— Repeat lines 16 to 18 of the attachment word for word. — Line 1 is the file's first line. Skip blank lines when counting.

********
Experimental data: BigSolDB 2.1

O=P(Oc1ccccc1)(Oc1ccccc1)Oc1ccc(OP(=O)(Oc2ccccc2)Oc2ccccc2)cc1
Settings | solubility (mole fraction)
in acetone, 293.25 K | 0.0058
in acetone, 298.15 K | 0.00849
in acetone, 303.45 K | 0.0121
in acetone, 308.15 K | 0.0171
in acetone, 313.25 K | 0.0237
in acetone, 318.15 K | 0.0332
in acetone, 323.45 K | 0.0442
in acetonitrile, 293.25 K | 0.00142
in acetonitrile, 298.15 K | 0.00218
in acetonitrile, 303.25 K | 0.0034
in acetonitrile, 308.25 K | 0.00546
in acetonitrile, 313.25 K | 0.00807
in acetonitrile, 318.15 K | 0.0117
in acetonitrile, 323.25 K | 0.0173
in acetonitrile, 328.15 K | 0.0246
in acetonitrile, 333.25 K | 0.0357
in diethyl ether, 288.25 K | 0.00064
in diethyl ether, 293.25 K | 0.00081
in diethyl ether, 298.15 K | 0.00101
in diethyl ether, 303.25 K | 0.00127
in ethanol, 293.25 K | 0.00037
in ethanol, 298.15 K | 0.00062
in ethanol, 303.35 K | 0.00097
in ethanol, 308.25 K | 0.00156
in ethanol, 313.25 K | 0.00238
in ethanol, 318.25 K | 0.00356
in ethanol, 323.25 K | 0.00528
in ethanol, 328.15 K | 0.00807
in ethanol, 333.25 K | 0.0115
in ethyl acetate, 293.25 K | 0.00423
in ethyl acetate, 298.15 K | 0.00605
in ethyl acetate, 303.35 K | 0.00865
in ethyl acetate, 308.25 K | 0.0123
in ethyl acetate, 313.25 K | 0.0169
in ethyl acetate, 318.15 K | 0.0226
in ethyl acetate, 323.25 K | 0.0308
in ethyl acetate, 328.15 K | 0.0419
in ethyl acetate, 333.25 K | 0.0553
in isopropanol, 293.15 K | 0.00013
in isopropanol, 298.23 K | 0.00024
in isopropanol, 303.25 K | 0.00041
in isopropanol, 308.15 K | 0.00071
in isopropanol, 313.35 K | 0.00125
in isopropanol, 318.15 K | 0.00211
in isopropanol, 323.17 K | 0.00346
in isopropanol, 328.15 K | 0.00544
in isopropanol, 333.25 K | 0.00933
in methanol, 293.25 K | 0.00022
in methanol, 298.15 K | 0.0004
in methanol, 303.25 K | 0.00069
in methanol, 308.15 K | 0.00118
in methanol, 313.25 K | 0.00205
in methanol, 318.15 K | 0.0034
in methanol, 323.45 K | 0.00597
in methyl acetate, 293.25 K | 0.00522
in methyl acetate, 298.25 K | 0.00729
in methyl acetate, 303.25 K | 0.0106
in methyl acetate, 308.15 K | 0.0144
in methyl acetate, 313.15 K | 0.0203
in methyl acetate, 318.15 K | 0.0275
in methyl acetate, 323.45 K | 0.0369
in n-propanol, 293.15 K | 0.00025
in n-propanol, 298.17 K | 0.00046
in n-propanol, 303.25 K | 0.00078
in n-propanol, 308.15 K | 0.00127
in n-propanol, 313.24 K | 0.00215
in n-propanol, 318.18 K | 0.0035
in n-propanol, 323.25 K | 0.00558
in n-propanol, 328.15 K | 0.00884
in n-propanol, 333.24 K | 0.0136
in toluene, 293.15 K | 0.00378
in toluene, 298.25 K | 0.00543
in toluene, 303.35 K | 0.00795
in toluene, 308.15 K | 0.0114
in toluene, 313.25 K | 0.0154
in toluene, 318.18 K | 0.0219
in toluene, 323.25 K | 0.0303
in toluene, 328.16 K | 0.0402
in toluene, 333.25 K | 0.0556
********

in acetonitrile, 318.15 K | 0.0117
in acetonitrile, 323.25 K | 0.0173
in acetonitrile, 328.15 K | 0.0246